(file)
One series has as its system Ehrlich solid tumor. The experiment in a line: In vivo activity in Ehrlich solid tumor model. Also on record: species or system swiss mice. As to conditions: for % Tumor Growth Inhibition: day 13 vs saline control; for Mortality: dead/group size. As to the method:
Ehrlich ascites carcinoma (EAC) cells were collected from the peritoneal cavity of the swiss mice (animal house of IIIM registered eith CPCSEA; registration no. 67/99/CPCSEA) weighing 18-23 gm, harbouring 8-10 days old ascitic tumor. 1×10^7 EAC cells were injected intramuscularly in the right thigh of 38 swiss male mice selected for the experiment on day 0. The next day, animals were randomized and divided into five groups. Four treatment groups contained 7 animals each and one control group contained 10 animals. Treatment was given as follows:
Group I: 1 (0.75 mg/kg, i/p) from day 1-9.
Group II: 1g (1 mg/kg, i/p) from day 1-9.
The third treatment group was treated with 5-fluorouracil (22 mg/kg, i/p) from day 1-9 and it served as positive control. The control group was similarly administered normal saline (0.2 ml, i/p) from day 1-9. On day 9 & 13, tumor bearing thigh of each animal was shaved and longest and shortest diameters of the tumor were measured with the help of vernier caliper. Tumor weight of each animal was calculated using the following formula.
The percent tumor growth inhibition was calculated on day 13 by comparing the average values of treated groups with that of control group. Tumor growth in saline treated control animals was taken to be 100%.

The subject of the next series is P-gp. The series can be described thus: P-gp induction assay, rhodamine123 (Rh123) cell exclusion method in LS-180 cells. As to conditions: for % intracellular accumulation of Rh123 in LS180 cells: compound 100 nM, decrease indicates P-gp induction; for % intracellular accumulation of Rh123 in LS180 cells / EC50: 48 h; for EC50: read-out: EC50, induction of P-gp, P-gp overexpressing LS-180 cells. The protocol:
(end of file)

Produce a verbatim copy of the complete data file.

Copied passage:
One series has as its system Ehrlich solid tumor. The experiment in a line: In vivo activity in Ehrlich solid tumor model. Also on record: species or system swiss mice. As to conditions: for % Tumor Growth Inhibition: day 13 vs saline control; for Mortality: dead/group size. As to the method:
Ehrlich ascites carcinoma (EAC) cells were collected from the peritoneal cavity of the swiss mice (animal house of IIIM registered eith CPCSEA; registration no. 67/99/CPCSEA) weighing 18-23 gm, harbouring 8-10 days old ascitic tumor. 1×10^7 EAC cells were injected intramuscularly in the right thigh of 38 swiss male mice selected for the experiment on day 0. The next day, animals were randomized and divided into five groups. Four treatment groups contained 7 animals each and one control group contained 10 animals. Treatment was given as follows:
Group I: 1 (0.75 mg/kg, i/p) from day 1-9.
Group II: 1g (1 mg/kg, i/p) from day 1-9.
The third treatment group was treated with 5-fluorouracil (22 mg/kg, i/p) from day 1-9 and it served as positive control. The control group was similarly administered normal saline (0.2 ml, i/p) from day 1-9. On day 9 & 13, tumor bearing thigh of each animal was shaved and longest and shortest diameters of the tumor were measured with the help of vernier caliper. Tumor weight of each animal was calculated using the following formula.
The percent tumor growth inhibition was calculated on day 13 by comparing the average values of treated groups with that of control group. Tumor growth in saline treated control animals was taken to be 100%.

The subject of the next series is P-gp. The series can be described thus: P-gp induction assay, rhodamine123 (Rh123) cell exclusion method in LS-180 cells. As to conditions: for % intracellular accumulation of Rh123 in LS180 cells: compound 100 nM, decrease indicates P-gp induction; for % intracellular accumulation of Rh123 in LS180 cells / EC50: 48 h; for EC50: read-out: EC50, induction of P-gp, P-gp overexpressing LS-180 cells. The protocol: